Brett Sheehan played for three Super Rugby clubs.

 

"For Brett, it was the hardest time in his life and the hardest time in our marriage, but also the best when you come out the other side of it, because he went through such a time of self-discovery and self-awareness and trying to understand his mental health, that we're actually better for it."

Laura wrote an aching tribute to their stillborn son, Beau, who was delivered in a French hospital on June 19, 2014.

"The doctor's eyes, sad, meet mine and tapping on his chest I hear him say the words 'non le coeur' … no heartbeat," Laura wrote.

"Screaming in utter disbelief I hear my husband's voice cracking 'No!' crumbling, folding to his knees, a terrified Brody, frightened by the emotion wrapping himself around me, I rock, back and forth, tears breaking, fallen, heaving, broken, my husband, now arms around me, crying, sobbing, words spoken, 'I'm sorry, I'm sorry, you knew, I should have listened, I'm sorry'. I will never forget that 'No' from his lips, the sound it made, the heartbroken gasp before he spoke, it split me, struck me to depths."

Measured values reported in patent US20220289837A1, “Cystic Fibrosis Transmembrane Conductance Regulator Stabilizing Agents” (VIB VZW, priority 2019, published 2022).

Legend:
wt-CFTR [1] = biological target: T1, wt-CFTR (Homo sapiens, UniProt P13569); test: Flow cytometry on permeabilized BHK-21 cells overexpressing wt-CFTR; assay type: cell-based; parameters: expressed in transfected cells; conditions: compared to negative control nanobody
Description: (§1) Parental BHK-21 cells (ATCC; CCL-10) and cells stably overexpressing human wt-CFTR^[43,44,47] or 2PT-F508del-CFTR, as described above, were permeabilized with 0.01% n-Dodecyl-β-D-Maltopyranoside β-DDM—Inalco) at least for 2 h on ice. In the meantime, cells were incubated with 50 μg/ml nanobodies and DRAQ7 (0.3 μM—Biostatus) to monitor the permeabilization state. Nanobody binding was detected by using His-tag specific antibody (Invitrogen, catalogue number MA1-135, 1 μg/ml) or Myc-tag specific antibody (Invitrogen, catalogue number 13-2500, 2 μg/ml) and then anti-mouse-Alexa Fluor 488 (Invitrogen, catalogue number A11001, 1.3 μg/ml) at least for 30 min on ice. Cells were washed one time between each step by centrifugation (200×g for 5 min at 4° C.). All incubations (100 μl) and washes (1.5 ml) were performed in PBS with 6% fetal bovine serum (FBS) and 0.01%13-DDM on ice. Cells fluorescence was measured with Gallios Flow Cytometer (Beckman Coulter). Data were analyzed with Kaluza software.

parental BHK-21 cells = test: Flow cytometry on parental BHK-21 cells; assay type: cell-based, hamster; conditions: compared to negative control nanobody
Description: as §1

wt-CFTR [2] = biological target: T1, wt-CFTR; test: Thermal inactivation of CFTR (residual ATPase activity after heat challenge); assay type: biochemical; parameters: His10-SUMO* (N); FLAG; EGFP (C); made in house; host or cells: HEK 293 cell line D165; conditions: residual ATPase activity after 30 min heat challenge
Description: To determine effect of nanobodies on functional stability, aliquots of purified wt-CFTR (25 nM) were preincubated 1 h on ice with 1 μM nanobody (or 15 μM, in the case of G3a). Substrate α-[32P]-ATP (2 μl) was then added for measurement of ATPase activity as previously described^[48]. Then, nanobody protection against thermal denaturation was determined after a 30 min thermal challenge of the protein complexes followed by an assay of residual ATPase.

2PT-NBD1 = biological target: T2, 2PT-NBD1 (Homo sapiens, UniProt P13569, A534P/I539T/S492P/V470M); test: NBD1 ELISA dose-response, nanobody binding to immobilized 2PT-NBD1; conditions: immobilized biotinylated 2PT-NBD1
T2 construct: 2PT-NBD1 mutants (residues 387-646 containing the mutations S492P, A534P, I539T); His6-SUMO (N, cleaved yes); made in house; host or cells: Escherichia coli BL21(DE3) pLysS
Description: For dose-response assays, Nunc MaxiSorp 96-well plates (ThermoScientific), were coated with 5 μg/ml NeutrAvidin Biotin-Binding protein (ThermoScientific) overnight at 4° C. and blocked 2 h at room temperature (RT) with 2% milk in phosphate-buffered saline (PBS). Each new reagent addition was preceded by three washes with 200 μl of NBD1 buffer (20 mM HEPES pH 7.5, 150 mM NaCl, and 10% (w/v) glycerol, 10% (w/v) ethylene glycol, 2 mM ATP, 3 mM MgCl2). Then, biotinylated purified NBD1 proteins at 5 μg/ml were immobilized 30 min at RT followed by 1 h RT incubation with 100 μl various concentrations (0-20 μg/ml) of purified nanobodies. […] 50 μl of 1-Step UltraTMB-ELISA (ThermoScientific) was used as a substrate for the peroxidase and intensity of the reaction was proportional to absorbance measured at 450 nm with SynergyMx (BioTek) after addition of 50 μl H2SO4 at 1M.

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Like many footballers, Sheehan had buried his mental demons throughout his career and believed sport could cure them.

"Being diagnosed with PTSD, from things like our first child getting meningococcal, one of the ways of me dealing was to get back on the field, sweep it under a blanket and tackle the shit out of a bloke on the footy field, and that was my pressure release," Sheehan said.

"We lost Beau and two weeks later I'm back training on the field and playing footy, instead of being there with my wife who's just lost our baby."